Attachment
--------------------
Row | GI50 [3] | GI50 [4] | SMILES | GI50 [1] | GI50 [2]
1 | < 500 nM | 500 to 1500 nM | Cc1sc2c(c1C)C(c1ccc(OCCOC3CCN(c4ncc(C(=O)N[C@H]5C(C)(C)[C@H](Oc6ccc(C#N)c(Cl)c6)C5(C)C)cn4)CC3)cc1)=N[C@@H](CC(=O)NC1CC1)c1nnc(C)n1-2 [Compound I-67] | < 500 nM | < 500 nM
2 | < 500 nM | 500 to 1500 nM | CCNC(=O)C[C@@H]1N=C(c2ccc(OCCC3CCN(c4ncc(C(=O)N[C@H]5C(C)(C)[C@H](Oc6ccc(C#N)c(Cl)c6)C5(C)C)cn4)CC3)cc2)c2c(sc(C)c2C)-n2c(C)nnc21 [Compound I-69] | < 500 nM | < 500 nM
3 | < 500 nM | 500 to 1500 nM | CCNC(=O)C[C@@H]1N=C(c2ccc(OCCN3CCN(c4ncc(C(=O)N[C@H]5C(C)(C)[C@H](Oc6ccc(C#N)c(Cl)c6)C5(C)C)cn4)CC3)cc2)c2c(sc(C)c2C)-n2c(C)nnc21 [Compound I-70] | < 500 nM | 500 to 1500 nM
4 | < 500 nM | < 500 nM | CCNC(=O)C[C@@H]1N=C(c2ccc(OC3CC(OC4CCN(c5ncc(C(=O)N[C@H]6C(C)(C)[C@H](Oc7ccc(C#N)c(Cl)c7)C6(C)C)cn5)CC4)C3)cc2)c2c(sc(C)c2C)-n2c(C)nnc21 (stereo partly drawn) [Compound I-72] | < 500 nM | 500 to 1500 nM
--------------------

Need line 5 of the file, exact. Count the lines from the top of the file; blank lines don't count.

4 | < 500 nM | < 500 nM | CCNC(=O)C[C@@H]1N=C(c2ccc(OC3CC(OC4CCN(c5ncc(C(=O)N[C@H]6C(C)(C)[C@H](Oc7ccc(C#N)c(Cl)c7)C6(C)C)cn5)CC4)C3)cc2)c2c(sc(C)c2C)-n2c(C)nnc21 (stereo partly drawn) [Compound I-72] | < 500 nM | 500 to 1500 nM